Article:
Stephen R. Covey
Ever try to coach someone who didn’t trust you? How far did that get? How about when someone you didn’t trust tried to coach you? Felt awful right?
As Stephen Covey says “Trust is the glue of life. It’s the most essential ingredient in effective communication. It’s the founding principle that holds all relationships.”
When I think about a person who I trust at work, I think about my colleague Michael who I had the pleasure of working with in the same department, leading different divisions of products for 7 long years.
Here are the reasons why I trust him and why anybody who works with you would trust you: Continue reading
Do you remember something called the ‘Bell Curve’ from your school days? When applied to work performance, it basically means that most people (68%) are in the middle and have average quality of work while 16% are high performers and naturally the other 16% are low performers.
“We fire all our low 16%” laughingly said a friend who owns a successful mid sized company. I knew what he meant because some work cultures have little resources to waste on investing in low performers to get them to become average. Don’t you wish you worked for him?
I’ve long been singing the praises of the use of coaching skills to develop leaders such as intentional listening, questioning and acknowledging skills but what do we use for those average and low performers?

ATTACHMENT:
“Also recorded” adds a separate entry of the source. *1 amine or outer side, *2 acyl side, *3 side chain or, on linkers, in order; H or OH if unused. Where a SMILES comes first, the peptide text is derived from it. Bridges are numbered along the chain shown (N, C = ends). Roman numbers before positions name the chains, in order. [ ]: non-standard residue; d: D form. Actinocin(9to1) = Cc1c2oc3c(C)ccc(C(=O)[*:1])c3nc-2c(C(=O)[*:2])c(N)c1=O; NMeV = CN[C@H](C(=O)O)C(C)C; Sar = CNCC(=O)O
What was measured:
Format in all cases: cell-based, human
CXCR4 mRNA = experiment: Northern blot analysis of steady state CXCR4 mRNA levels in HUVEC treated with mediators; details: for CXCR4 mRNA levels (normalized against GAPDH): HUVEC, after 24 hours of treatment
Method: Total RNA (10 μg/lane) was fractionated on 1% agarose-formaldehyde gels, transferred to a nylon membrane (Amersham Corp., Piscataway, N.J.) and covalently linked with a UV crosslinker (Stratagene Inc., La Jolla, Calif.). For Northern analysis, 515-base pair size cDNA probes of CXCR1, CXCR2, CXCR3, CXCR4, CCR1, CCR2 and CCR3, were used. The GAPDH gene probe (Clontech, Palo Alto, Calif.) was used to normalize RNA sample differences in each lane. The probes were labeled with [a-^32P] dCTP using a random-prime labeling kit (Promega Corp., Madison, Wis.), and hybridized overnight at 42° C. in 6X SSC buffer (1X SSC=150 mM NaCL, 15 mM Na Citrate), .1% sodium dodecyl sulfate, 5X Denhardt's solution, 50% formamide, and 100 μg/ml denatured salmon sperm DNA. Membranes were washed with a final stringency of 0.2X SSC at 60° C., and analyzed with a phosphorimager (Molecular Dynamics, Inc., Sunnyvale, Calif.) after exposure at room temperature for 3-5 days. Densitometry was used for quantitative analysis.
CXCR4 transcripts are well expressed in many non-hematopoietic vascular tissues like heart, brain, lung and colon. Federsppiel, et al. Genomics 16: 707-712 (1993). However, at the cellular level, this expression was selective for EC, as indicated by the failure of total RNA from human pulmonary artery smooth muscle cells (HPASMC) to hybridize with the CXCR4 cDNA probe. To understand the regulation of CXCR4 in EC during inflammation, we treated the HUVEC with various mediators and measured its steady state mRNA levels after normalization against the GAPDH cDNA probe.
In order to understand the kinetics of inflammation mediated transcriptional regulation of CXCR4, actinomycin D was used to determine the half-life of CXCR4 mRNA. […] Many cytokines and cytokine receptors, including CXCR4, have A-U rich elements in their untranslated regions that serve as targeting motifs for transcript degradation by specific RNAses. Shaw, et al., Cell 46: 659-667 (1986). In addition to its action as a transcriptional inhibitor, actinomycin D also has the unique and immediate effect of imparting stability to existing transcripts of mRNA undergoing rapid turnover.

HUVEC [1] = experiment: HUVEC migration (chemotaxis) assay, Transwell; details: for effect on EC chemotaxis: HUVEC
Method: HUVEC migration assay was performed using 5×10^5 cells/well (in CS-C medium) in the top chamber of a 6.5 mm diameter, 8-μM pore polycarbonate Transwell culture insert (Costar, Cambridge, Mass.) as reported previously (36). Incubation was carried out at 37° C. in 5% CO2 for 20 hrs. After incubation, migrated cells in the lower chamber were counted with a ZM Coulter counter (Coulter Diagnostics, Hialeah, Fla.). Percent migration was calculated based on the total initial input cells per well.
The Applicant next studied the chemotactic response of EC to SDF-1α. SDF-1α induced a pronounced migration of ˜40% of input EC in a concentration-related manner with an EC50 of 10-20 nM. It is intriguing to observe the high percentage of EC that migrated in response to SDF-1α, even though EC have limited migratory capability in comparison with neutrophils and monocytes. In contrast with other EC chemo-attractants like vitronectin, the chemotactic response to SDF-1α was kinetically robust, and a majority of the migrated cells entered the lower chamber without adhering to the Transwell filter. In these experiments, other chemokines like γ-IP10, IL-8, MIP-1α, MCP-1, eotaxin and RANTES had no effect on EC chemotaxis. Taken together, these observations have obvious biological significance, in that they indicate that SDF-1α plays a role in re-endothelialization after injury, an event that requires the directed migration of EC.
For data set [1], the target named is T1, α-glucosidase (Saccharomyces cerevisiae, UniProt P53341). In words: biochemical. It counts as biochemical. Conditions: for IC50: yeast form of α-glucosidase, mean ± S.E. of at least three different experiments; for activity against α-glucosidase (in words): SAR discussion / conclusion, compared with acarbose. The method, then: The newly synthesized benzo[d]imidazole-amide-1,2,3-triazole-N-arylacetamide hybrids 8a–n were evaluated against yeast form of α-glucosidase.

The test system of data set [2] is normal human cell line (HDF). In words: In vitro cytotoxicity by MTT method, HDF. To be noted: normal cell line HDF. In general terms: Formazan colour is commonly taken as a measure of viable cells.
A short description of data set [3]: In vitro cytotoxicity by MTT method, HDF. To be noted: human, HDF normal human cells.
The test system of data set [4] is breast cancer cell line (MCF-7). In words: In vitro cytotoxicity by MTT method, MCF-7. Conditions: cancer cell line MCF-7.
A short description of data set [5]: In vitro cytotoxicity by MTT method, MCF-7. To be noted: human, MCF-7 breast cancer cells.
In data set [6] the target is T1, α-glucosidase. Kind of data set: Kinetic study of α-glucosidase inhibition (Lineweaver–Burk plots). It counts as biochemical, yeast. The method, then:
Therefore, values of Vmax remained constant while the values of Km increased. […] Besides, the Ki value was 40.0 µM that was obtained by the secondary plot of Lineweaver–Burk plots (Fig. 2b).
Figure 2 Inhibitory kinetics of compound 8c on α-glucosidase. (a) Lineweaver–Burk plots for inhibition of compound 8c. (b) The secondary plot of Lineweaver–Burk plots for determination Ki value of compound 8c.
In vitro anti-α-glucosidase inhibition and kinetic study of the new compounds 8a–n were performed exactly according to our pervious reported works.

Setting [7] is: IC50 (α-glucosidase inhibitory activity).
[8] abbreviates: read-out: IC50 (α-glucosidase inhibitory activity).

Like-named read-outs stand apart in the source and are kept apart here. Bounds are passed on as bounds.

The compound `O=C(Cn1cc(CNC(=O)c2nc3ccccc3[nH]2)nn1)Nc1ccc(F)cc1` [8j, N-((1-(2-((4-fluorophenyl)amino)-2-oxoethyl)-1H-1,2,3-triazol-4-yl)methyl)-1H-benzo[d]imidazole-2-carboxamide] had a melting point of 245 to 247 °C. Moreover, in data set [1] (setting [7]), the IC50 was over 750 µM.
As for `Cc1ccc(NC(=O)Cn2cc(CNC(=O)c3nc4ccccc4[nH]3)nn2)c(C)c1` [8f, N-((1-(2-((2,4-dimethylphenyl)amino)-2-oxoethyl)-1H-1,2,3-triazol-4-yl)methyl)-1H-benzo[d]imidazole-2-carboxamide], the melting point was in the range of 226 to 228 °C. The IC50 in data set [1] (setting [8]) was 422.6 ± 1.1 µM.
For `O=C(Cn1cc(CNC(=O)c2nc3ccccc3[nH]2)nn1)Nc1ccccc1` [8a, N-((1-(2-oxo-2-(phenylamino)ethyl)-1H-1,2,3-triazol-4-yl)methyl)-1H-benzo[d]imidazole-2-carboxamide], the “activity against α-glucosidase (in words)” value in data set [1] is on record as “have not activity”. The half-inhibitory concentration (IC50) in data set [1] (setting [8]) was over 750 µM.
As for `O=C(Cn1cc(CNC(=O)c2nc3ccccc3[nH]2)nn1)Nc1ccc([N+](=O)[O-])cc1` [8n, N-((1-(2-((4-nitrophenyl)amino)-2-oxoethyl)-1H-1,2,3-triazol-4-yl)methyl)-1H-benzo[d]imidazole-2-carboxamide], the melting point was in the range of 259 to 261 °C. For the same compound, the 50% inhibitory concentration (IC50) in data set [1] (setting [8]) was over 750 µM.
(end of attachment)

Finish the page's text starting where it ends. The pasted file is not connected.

In my workshops, I teach managers about a tool called DIRECT (a pretty acronym for an ugly conversation). DIRECT is used in performance management conversations where an expectation is not being met and needs to change. Continue reading
Image via Wikipedia
In my world, YES. Within the context of being a “coach manager” (someone who not only allows others to come up with the solutions but actually facilitates others in creating the solution) you can actually do more harm than good if you ask a bad question.
What’s a bad question?
In one lunch and learn about this topic, when I asked the audience of managers “what question do you generally ask your staff?” one woman proudly said “I ask them if they understand what I want them to do and have them repeat it back to me.” I cringed deep inside because clearly I had my work cut out for me in explaining what type of question would allow her staff to excel and develop.
Imagine riding in a convertible car. You can feel the rain on your face or the sunshine if you’re lucky. You can let the wind play with your hair (if you have enough of it) and smell the skunk that just went by. This is what asking a good question, an open-ended question feels like. It lets in data and feelings that a closed ended (a regular car in the above analogy for those who haven’t had their cereal this morning) would never grant you access to. Continue reading